The terms “Business Intelligence” and “Data Analytics” are often used interchangeably, but they are in fact two separate processes that serve different purposes. The truth is you cannot successfully implement one without the other, and for those who are serious about using data to derive actionable insights, it’s important to understand the difference between the two.
What is Business Intelligence?
Business Intelligence (BI) focuses on using historical and real-time data to achieve operational efficiency. It is a process that uses aggregation, analysis, and visualization to uncover trends and aid in decision-making. It is particularly useful to executives and managers, as most BI tools are designed to display data in a way that is easily digestible and doesn’t require assistance from IT. It is primarily applied to run reports and enhance operational abilities. Business Intelligence shows you what has happened and how it happened, allowing you to map the changes and trends that led to the present moment. Some popular Business Intelligence tools include Domo, Tableau, and Microsoft Power BI.
What is Data Analytics?
Data Analytics is a science that uses predictive algorithms to forecast future business trends. It analyzes data to uncover why things happened and uses those insights to make predictions and show a more complete story. It uncovers relationships and causality in your data sets through the use of data mining, predictive analytics, and statistical analysis. This fuller picture of where your business has been and where it’s going drives innovation and operational success. Some of the above-mentioned BI tools now have an analytics feature added, but many companies rely on the analytic powers of products such as Sisense, Looker, and Zoho reports.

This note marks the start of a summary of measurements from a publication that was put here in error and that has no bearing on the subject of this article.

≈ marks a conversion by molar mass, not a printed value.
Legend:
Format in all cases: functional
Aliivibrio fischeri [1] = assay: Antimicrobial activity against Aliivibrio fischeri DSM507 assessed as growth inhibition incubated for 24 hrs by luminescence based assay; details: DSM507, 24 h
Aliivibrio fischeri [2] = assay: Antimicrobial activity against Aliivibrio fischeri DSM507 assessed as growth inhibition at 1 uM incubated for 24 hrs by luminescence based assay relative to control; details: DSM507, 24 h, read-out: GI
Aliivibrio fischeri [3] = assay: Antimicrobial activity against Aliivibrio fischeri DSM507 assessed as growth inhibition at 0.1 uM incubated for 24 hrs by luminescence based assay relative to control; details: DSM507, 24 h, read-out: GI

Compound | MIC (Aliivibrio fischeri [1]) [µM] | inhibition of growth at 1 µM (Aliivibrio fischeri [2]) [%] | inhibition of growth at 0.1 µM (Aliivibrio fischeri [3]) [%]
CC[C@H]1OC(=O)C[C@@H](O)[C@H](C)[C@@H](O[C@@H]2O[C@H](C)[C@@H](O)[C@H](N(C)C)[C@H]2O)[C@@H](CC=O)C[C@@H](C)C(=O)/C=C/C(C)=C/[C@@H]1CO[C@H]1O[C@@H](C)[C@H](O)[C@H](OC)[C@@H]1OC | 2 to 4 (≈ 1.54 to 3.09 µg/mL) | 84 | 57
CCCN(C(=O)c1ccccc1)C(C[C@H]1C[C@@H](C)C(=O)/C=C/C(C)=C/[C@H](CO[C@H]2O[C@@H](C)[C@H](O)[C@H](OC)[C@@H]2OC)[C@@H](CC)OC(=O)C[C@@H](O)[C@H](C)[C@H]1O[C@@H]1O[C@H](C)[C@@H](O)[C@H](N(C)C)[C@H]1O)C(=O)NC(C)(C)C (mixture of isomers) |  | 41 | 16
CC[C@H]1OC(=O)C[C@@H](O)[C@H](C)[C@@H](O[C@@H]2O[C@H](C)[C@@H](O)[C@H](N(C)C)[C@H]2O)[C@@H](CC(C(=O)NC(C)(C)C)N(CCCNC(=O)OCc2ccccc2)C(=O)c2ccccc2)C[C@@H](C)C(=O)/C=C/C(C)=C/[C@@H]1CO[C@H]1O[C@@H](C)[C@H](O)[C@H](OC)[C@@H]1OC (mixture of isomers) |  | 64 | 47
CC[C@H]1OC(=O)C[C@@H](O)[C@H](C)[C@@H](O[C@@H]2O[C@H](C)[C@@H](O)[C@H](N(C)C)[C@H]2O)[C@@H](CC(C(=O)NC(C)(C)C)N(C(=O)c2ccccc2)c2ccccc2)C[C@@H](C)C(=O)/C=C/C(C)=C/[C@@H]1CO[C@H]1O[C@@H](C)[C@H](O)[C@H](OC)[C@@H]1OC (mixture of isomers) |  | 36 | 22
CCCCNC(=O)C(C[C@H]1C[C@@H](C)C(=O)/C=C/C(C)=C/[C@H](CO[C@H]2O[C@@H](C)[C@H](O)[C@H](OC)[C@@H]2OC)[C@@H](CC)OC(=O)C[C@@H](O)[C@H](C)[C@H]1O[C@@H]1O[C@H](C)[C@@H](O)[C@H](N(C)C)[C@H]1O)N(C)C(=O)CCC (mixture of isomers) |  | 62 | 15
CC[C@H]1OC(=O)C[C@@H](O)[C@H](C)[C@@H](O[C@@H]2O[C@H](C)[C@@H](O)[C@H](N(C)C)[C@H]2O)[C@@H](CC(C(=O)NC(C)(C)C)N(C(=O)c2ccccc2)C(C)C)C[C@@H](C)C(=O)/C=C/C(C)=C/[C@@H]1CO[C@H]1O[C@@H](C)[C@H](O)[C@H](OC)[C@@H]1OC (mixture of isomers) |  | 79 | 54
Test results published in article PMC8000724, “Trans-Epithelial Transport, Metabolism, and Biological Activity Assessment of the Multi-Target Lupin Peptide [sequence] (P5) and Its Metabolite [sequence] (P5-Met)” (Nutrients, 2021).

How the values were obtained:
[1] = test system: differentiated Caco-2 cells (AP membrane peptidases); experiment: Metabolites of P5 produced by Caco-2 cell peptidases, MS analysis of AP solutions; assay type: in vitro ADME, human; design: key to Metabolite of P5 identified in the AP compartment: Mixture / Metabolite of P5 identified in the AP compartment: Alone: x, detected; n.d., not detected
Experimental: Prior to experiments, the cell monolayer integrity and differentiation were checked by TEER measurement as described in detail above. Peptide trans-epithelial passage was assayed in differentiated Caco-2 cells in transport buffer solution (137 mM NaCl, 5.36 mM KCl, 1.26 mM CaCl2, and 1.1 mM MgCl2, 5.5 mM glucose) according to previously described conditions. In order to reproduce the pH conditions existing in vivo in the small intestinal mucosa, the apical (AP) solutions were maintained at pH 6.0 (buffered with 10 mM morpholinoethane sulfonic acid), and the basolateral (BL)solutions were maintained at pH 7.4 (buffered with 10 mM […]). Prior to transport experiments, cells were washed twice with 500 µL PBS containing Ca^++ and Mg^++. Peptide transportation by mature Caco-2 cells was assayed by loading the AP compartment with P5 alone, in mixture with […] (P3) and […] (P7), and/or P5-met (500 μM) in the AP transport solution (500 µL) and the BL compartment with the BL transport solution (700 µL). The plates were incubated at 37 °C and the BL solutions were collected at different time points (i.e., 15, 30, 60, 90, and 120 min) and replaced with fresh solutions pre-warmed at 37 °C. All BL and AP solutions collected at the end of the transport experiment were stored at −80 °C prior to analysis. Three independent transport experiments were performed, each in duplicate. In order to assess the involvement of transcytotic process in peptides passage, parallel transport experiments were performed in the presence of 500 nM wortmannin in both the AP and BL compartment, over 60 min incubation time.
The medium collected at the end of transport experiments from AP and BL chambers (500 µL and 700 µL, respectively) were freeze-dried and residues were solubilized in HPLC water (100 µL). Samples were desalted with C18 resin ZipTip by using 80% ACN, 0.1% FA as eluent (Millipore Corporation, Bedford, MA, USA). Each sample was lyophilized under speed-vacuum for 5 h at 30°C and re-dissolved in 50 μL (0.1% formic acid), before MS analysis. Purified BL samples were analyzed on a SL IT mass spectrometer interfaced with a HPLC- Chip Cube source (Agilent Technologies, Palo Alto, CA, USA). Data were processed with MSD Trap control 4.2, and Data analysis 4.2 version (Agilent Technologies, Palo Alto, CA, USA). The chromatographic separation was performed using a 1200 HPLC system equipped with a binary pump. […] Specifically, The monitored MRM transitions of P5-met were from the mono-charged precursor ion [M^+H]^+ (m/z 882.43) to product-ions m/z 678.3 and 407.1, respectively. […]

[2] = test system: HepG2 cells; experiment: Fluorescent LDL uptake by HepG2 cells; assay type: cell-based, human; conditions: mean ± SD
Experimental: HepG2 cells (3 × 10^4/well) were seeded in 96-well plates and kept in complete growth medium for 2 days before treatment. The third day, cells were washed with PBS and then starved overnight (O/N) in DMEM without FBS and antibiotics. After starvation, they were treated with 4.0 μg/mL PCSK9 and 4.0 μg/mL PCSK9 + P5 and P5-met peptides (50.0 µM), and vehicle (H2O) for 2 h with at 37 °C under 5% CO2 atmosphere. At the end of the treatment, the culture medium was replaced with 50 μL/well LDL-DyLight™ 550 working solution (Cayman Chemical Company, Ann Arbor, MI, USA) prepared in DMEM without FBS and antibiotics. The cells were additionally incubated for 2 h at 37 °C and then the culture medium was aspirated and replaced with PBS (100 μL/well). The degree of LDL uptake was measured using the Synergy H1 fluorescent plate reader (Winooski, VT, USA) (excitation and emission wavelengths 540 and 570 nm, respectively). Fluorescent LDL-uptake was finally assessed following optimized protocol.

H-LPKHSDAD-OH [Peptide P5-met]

Business Intelligence and Data Analytics Work Together
To better understand how Business Intelligence and Data Analytics work together, let’s pretend you’re coaching a basketball team and you’d like to review your most recent game. Business Intelligence would show you all of the statistics relating to your team and players, i.e. you had possession of the ball for longer than your opponents, and you scored more points in the first half. Data Analytics would then dive deeper to provide more detail: were your players tired in the second half? Which ones consistently performed well throughout? What can you do to increase the efficiency of all players in the next game? These questions allow you to replicate success and avoid future failures.
BI and Data Analytics Aid in Decision-Making
Business Intelligence helps you make decisions on past results, and Data Analytics helps you make predictions that will help you in the future. In other words, Business Intelligence is needed to run a business while Data Analytics is needed to change a business. It’s the difference between knowing that you need to wear a bike helmet and understanding why wearing one is important. Innovative business leaders should take advantage of both in order to make informed and confident decisions.